We’re finishing up our discussion of a criminal case argued before the U.S. Supreme Court. The case involves strip searches of non-violent detainees in county jails. The jails in question are not in North Carolina, but the state’s criminal defense attorneys are watching the case closely, because the ruling will certainly reach them.
Just as the Court’s decision in a 1979 case did. That case, like the current one, deals with strip searches and Fourth Amendment rights. Commentators believe the Supreme Court will rely on the decision as it deliberates.
The 1979 case, Bell v. Wolfish, is not directly analogous, though. The strip searches in Bell were conducted after detainees had contact with visitors, when suspicion could be reasonable. The Court ruled as follows:
Balancing the significant and legitimate security interests of the institution against the inmates’ privacy interests, such searches can be conducted on less than probable cause and are not unreasonable.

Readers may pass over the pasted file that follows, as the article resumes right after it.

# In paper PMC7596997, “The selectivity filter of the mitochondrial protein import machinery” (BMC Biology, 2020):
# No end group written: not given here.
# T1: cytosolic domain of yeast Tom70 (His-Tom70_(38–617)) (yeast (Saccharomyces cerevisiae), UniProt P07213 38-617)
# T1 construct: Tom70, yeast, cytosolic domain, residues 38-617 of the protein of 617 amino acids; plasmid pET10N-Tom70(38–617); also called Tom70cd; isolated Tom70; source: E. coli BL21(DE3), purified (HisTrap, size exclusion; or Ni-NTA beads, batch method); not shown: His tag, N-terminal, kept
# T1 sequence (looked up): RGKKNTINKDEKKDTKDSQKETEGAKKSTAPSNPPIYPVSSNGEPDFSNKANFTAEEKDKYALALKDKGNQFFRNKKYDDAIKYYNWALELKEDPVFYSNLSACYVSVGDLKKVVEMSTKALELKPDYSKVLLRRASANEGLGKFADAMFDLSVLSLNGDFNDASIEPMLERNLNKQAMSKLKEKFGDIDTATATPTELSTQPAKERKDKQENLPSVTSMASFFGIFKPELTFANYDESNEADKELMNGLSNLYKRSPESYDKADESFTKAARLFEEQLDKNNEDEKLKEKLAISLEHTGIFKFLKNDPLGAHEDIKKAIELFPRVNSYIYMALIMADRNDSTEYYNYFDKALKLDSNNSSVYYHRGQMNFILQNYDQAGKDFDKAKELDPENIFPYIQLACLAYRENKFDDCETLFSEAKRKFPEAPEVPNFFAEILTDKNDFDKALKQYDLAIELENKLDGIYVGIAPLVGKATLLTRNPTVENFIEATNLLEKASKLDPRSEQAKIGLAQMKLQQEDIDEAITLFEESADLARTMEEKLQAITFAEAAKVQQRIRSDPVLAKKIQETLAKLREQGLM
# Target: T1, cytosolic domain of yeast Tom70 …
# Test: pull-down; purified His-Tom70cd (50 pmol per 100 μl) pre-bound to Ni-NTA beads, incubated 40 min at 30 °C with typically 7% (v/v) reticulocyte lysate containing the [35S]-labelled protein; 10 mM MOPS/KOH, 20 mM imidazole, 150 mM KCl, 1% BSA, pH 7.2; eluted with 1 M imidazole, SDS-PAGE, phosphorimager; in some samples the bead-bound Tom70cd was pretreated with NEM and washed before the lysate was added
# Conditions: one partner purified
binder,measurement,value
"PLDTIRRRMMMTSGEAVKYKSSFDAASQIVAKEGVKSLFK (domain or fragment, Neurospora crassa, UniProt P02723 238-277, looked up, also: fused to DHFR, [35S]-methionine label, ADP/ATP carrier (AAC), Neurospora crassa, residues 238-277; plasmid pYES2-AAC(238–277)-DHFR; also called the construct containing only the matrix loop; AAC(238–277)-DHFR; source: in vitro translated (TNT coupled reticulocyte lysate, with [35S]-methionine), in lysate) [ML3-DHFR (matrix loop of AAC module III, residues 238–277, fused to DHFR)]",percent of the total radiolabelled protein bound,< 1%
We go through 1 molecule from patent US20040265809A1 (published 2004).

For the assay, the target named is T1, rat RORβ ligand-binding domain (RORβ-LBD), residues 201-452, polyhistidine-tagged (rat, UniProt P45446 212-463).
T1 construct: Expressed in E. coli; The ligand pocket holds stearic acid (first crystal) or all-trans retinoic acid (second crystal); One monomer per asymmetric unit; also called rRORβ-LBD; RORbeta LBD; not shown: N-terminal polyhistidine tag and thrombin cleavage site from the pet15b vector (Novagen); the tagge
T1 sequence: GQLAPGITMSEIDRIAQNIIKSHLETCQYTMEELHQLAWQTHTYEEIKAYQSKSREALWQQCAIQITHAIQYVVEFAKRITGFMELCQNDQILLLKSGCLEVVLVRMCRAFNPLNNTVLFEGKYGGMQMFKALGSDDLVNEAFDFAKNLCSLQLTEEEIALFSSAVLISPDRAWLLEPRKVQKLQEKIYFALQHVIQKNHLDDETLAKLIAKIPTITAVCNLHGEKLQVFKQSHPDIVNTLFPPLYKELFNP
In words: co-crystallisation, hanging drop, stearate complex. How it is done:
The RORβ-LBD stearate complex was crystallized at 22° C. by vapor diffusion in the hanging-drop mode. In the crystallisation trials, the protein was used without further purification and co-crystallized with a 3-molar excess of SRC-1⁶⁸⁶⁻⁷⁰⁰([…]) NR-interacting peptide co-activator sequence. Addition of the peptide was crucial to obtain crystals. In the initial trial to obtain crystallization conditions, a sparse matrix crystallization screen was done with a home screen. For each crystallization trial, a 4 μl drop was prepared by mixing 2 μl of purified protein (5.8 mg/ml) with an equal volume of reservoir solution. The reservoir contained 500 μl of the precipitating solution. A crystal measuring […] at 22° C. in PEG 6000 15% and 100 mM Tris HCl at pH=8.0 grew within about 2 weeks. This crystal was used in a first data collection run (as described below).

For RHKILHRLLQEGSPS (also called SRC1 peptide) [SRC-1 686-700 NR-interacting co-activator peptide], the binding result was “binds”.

The decision added that the searches and other jail policies did not amount to “punishment” that violated the petitioners’ Fifth Amendment due process rights. The Court chose to characterize cavity searches and other policies as “reasonable responses” to security concerns, adding that “in any event, [these practices] were of only limited duration so far as the pretrial detainees were concerned.”
In his dissent in Bell, Justice Thurgood Marshall scolded the majority for failing to consider “the most relevant factor, the impact that restrictions may have on inmates.” Doing so was inexcusable in his eyes, because “all of these detainees are presumptively innocent and many are confined solely because they cannot afford bail.”
The discussion and the opinion are likely to be as interesting and far-reaching in this new case. We won’t know for sure until next spring.
National Public Radio, “High Court Looks at Routine Strip Searches in Jail,” Oct. 12, 2011
Bell v. Wolfish, 441 U.S. 520 (1979), via Westlaw